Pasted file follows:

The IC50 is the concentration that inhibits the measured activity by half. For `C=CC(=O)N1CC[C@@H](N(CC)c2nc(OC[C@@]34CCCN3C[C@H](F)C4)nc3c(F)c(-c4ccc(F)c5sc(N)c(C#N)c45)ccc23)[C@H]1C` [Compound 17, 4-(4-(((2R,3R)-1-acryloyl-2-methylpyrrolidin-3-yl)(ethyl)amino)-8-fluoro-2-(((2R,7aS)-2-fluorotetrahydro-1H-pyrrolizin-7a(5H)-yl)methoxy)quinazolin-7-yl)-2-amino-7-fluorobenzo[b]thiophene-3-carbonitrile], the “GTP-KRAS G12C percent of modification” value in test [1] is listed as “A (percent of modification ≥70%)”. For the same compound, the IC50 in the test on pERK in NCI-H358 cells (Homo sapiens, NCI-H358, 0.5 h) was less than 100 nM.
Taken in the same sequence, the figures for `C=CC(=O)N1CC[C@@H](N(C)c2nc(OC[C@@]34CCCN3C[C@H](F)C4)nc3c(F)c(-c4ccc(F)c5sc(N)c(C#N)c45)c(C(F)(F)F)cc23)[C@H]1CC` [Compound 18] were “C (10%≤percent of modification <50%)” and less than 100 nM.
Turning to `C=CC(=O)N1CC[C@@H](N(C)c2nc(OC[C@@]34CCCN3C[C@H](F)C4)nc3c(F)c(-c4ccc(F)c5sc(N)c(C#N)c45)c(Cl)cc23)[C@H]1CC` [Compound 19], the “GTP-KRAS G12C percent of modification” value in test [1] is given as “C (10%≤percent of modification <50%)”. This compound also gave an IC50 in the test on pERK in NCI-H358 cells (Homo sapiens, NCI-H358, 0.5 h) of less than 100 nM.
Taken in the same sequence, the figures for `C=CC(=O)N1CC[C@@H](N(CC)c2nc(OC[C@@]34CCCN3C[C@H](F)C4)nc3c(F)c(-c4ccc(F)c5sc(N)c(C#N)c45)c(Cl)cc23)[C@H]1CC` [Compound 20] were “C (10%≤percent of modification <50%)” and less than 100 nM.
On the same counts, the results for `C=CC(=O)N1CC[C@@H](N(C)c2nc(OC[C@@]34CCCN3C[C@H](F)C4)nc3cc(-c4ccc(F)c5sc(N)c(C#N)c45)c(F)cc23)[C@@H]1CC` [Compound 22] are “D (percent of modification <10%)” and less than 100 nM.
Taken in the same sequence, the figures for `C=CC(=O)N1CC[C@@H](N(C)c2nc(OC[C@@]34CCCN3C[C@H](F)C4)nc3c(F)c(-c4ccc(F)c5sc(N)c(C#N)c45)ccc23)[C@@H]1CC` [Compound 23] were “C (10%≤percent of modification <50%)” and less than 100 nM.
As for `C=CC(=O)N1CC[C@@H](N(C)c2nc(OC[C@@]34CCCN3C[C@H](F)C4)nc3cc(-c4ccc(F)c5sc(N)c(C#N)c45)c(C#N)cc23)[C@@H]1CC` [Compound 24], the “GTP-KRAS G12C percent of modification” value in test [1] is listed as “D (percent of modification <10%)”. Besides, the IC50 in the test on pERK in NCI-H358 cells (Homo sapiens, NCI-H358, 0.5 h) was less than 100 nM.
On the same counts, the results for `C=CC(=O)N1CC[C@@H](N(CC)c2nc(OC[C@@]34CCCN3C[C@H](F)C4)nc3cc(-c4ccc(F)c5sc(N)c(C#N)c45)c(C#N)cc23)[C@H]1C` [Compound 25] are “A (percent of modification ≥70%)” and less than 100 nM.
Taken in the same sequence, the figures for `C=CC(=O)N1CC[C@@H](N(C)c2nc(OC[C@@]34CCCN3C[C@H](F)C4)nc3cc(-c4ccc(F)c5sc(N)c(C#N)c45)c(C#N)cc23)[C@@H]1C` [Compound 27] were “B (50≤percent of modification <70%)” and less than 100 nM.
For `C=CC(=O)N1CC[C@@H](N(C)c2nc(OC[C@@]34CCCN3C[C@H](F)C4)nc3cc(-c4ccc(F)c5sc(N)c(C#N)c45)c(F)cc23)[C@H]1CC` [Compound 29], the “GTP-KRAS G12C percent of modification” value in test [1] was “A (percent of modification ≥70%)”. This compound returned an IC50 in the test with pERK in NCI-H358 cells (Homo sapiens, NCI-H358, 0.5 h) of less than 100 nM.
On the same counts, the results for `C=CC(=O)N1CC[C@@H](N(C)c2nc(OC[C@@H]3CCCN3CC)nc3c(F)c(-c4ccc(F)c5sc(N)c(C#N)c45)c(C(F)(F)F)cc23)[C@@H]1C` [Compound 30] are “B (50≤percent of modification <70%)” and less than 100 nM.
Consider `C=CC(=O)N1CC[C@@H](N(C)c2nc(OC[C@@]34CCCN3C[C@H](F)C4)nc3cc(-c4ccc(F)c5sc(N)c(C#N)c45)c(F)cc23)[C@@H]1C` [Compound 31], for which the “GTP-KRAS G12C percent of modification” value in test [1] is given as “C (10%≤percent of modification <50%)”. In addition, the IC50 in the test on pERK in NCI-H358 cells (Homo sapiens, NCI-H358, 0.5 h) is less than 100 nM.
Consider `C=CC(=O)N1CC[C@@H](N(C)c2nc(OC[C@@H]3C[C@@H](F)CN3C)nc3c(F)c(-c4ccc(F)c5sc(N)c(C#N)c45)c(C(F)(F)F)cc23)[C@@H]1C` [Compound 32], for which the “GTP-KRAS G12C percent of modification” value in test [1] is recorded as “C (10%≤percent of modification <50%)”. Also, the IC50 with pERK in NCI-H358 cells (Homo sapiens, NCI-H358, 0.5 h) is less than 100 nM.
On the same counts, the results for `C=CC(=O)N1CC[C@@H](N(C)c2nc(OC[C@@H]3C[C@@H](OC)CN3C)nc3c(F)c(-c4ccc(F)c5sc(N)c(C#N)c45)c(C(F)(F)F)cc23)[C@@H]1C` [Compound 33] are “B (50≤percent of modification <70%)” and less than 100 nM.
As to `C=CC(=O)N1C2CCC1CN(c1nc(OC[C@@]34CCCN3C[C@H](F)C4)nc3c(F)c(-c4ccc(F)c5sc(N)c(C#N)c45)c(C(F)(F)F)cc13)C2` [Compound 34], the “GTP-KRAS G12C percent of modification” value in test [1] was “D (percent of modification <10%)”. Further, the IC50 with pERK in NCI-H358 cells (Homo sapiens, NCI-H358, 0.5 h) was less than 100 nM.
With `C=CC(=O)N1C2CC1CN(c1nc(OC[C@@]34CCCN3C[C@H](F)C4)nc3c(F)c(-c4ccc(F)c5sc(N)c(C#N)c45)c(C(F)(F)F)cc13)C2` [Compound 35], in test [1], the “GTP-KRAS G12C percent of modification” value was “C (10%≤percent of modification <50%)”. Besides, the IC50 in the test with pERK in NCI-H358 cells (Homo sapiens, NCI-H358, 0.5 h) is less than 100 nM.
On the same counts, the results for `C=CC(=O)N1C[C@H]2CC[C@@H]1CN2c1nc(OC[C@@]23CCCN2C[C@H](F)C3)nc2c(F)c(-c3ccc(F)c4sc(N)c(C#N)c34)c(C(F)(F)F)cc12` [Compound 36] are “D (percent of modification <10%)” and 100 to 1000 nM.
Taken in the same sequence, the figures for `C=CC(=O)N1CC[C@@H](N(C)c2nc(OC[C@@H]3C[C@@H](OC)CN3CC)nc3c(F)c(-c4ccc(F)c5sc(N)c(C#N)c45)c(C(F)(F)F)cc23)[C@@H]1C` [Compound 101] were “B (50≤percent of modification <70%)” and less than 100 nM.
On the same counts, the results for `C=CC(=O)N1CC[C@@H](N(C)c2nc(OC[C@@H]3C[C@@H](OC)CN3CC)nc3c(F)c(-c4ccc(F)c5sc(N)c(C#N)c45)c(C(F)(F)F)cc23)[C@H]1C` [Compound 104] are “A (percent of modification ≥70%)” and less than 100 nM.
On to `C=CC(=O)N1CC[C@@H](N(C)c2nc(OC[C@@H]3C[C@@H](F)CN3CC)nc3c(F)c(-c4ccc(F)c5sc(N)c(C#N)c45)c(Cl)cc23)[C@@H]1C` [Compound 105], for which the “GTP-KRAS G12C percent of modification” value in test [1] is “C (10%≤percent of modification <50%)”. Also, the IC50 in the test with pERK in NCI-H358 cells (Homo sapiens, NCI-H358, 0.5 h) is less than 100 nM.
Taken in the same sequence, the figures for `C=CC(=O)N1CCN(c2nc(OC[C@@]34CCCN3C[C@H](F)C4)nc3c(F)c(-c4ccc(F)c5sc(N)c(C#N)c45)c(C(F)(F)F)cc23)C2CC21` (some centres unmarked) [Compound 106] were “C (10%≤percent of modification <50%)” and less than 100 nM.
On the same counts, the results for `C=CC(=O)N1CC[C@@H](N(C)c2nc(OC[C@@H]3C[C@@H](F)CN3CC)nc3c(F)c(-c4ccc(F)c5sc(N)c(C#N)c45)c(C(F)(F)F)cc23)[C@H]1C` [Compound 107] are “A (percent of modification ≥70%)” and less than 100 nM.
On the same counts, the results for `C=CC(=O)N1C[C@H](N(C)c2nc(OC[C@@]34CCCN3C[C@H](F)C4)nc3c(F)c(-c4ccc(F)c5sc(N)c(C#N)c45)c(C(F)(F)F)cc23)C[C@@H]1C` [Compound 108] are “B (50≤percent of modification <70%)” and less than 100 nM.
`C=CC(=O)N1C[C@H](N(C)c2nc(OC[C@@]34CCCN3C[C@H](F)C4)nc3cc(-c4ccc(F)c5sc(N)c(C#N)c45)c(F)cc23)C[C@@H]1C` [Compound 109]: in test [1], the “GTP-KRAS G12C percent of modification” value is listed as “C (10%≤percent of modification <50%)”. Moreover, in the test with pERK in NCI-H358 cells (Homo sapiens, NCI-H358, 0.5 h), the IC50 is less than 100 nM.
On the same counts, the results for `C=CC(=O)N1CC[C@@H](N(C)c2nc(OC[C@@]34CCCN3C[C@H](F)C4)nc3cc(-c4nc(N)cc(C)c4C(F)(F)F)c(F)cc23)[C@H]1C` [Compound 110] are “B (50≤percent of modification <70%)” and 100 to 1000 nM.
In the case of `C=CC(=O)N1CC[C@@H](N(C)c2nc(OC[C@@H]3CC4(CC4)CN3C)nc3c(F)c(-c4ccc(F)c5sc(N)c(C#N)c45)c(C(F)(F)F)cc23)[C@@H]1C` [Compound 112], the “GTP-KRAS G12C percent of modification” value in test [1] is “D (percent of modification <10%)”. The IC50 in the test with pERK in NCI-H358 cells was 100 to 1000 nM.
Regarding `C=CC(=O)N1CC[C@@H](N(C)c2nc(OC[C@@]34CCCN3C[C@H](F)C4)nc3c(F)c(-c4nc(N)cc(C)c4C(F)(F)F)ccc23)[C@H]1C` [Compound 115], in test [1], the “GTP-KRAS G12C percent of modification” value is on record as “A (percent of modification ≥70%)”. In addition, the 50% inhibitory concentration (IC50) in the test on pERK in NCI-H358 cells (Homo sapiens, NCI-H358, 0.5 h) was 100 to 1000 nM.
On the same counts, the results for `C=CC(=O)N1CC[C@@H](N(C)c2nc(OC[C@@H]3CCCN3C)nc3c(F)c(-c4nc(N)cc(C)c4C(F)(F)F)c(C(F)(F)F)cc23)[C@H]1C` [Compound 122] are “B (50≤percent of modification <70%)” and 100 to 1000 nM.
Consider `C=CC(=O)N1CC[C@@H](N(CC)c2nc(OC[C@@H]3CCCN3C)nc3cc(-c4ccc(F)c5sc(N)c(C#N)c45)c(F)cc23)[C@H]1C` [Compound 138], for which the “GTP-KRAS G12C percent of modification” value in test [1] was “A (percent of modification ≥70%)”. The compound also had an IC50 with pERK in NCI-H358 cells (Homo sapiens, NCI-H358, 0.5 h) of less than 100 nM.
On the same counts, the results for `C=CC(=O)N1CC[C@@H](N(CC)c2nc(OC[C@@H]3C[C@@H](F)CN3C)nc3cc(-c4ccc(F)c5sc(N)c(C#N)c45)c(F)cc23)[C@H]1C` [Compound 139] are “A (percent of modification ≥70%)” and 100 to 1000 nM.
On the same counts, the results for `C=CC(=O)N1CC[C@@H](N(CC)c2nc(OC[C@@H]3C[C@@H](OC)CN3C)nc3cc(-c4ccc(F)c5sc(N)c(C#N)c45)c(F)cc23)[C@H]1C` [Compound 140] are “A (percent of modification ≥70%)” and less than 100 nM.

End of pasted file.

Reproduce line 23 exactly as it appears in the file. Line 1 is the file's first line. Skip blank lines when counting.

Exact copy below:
On the same counts, the results for `C=CC(=O)N1C[C@H](N(C)c2nc(OC[C@@]34CCCN3C[C@H](F)C4)nc3c(F)c(-c4ccc(F)c5sc(N)c(C#N)c45)c(C(F)(F)F)cc23)C[C@@H]1C` [Compound 108] are “B (50≤percent of modification <70%)” and less than 100 nM.